But one Thursday in June of 2016, Jon ran into a problem with no apparent solution.

He and 17 other key employees were being laid off.

It didn't make any sense to him. Part of his prototyping methodology was to figure out what was working and do more of that, and to identify what wasn't working and get rid of that. And the division Jon headed up was working. "The company was struggling with some of its international divisions," he recalls, "but our U.S. division, under my direction, was doing well."

Nevertheless, the company brass had issued orders "for all divisions to lay off all personnel, at all levels, to achieve a total financial savings." Jon and the 17 others were wiped from the roster on that Thursday. By Friday, his office was empty, his things removed. His nearly 40-year career had been erased in the blink of an eye.

An Age-Old Problem

After recovering from the initial shock, Jon began looking for work. His deep skill set and experience--lab work, product development, finances, operations--ought have been valuable to a variety of companies. But ironically, the years it had taken him to gather that expertise were now working against him.

"I found it was next to impossible to find a job, despite working with head hunters and scouring the internet, looking for opportunities," Roberts remembers. "Age does matter. I had read about the problems people over 55 had trying to find a job. I can now say I was one of them." To keep his chin up, Jon repeated his favorite saying to himself, learned way back when in the lab: "Out of crisis comes opportunity." But he hadn't yet figured out what the opportunity was.

Jon broke the news to his wife of 31 years, Lynne, as they walked their two Boxers along the dirt road leading from their house: He was out of work. There would be no more money coming in. What would happen to them? Could they keep the property, would they have to sell the house? (While any homeowner is attached to their house, this one held special significance--Lynne had served as its general contractor, some 24 years earlier.) Then there was Mia and Callie, the two Boxers on the other end of the leashes; at nine years old and in failing health, Mia had recently racked up $6,000 in vet bills.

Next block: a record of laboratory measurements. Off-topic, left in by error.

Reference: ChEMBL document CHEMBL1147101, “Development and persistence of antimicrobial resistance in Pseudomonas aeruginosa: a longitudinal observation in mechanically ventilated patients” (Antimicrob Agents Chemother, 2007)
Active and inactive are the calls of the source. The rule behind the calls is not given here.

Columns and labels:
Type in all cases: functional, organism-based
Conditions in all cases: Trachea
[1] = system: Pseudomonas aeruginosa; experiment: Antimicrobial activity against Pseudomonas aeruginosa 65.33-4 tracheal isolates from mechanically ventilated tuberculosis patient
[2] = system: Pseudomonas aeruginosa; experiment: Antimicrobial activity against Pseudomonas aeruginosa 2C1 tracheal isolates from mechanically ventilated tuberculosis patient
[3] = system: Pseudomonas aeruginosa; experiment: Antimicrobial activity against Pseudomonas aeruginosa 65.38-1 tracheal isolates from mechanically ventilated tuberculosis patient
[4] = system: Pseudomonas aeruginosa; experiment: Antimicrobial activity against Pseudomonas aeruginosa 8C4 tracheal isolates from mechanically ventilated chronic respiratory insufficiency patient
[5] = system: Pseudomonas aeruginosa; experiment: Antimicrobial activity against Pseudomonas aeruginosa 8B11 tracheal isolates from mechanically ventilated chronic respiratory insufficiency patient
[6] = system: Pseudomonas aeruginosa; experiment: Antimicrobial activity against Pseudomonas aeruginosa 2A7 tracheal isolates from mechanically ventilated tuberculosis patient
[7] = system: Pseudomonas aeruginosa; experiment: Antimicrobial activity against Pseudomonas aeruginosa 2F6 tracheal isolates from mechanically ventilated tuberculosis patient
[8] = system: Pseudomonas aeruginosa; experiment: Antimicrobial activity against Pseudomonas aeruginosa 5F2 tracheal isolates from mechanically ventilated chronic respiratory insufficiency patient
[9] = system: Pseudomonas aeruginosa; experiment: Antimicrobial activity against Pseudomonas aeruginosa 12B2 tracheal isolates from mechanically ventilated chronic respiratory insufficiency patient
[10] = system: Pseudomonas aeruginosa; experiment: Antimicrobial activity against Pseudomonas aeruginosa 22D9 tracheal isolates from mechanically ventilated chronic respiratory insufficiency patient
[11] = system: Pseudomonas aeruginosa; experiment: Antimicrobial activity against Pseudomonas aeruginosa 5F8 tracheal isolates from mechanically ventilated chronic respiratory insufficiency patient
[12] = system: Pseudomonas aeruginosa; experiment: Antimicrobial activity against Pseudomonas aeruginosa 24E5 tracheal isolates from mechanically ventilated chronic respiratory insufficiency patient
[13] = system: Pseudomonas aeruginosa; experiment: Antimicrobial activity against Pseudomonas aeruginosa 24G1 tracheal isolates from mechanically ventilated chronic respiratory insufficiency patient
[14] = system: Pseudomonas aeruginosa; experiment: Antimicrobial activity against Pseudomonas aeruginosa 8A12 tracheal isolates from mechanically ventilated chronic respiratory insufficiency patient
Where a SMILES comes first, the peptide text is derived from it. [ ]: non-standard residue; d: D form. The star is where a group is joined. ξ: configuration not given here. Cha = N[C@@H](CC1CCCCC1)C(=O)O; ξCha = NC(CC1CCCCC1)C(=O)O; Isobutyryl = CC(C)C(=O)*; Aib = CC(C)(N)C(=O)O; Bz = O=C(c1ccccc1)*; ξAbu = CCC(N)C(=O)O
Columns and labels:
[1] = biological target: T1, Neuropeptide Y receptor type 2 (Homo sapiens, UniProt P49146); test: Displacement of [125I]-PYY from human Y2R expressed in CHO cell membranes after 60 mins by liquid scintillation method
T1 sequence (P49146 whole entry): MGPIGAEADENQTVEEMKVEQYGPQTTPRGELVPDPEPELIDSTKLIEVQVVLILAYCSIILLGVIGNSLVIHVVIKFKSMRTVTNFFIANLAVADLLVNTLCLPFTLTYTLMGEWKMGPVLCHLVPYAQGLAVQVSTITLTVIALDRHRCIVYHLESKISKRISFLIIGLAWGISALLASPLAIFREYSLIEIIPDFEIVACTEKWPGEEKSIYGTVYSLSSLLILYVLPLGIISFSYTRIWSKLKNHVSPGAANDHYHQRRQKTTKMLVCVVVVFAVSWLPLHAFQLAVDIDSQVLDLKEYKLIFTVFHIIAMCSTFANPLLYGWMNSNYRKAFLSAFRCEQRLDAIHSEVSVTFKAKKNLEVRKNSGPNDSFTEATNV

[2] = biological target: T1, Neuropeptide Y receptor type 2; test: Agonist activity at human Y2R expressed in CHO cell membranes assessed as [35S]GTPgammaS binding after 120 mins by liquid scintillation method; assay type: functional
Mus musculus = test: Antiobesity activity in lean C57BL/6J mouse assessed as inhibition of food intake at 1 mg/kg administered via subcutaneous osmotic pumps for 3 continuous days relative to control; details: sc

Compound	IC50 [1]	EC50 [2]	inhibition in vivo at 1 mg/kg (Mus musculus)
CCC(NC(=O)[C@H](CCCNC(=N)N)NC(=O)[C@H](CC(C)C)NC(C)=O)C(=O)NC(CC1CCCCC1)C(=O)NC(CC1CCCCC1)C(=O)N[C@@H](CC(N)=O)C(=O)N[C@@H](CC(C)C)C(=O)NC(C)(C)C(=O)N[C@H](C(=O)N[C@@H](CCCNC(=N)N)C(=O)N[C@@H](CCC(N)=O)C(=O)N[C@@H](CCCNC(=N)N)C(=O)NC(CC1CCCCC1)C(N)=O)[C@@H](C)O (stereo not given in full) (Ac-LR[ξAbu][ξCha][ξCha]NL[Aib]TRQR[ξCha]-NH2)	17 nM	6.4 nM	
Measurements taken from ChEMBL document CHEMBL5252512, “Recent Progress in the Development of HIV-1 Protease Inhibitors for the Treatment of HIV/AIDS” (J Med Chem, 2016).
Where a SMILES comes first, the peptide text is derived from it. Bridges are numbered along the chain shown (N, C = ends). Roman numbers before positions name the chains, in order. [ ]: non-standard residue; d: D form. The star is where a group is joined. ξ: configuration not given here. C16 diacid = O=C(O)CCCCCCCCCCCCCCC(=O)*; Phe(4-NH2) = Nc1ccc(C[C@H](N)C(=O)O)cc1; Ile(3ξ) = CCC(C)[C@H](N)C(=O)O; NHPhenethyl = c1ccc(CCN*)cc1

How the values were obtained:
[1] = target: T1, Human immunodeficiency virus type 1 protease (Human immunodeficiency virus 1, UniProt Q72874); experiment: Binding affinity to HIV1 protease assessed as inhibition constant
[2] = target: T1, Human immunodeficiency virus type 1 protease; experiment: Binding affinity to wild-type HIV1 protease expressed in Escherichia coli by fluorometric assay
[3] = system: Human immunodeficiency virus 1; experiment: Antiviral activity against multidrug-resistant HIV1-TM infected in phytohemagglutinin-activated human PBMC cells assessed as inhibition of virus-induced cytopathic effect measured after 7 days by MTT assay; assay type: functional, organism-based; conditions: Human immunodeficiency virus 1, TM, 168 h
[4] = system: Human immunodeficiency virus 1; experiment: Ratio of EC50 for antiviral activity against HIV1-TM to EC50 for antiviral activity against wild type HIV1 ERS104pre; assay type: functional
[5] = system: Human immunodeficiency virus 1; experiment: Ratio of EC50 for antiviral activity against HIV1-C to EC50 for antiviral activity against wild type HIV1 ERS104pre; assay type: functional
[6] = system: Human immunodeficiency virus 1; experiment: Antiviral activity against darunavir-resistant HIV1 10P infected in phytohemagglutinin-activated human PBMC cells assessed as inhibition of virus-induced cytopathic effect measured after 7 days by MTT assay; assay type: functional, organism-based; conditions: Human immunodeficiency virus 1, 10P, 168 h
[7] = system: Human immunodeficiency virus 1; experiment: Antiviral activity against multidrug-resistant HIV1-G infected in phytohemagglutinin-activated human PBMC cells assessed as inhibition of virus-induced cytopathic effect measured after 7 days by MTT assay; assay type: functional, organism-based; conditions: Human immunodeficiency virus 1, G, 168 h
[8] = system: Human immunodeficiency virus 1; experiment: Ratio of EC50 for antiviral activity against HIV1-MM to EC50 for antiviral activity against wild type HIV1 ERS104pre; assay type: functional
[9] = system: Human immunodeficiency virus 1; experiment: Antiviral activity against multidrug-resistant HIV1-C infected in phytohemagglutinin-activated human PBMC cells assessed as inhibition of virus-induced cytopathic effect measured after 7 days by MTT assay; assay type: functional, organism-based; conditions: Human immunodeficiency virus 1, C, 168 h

"We were already very stressed and overextended on finances," Lynne remembers.

Which made her reaction to Jon's termination all the more unexpected. "I saw it as a Godsend," she says. "Jon was getting up at 5am, driving an hour and a half each way through heavy city traffic, putting in stressful days, managing a large New England facility and five other plants, then coming home around 7:30, eating dinner and going to bed. Rinse and repeat the next day.

"The money was good," Lynne continues, "but our quality of life was not what I wanted for us. I wanted our lives to be more rewarding, independent, and fun."

All fine and good, but if no one would hire Jon, what were they going to do for income? Where was the opportunity hiding behind the crisis?

Back at the house, down in the basement, Jon had a small workshop. Sitting on the workbench was an oddly-shaped contraption of metal parts. That object was a hobby, a compulsion of Jon's. And it was a money loser.

Birth of an Idea

Well before they'd built their log home, the Robertses had lived in the woods of New England. Local trees were a crucial source of heat during the brutal winters. For decades Jon had carried his Stihl into the woods to fell damaged Maple and Ash trees, then buck them up into 16-inch-long rounds. Those rounds then went onto a trailer for transport or directly onto the log splitter. After drying out in a stack for several seasons, the resultant splits would finally go into the woodstove, where they'd warm the whole family.

In the product development labs where Jon turned his Chemical Engineering degree into a career, he wore a white lab coat, protective goggles and chemical-resistant gloves; out in the woods he wore protective chaps, an orange Husqvarna helmet and suede gloves. But while the uniforms were different, Jon saw harvesting firewood the same way he saw product development, in that he instinctively analyzed the process to see what needed smoothing out.

At step 1, a well-maintained chainsaw did a fine job of felling the trees, and at step 2, bucking them into rounds.

Stock photo of log bucking by Rvannatta at the English Wikipedia, CC BY-SA 3.0

At step 3, the splitter easily cleaved the rounds into firewood. But one glaring issue for Jon was between steps 2 and 3, which was picking the rounds up off of the forest floor, centralizing them, then hoisting each one up to the deck of the wood splitter, about 30 inches off of the ground.

A typical log splitter

"When you fell a 60-foot tree and block it up, you have a lot of 16" pieces--maybe 40 to 45 of them--to process," Jon explains. Some of these pieces might weigh 90 pounds or more. Jon, at 5'11" and 195 pounds, could manage lifting a single round without breaking a sweat; but multiplied by 45, it became far more bending and lifting than he'd like.

In an effort to make the task easier, Jon had gravitated towards using a pulp hook:

A pulp hook

This wicked-looking implement was moderately helpful--but disproportionately dangerous for the value it provided. In order for the hook to bite into a log that's lying on the ground, you must swing the tool into the log with considerable force, and your aim must be true. If your attention or your grip slipped, "it could be a really bad start to your day," Jon says. "Everybody talks about driving it into their shin from time to time."

Jon wasn't using the pulp hook because he thought it was the ideal tool for the job; he used it because it was slightly easier than bending over to pick each log up off of the ground. "You drive the pulp hook into the end of the log, and you can start picking up that end, and then you can slip your hand underneath it. So in the overall lifting process, it does make that portion go a bit smoother. You're not having to bend over quite as much."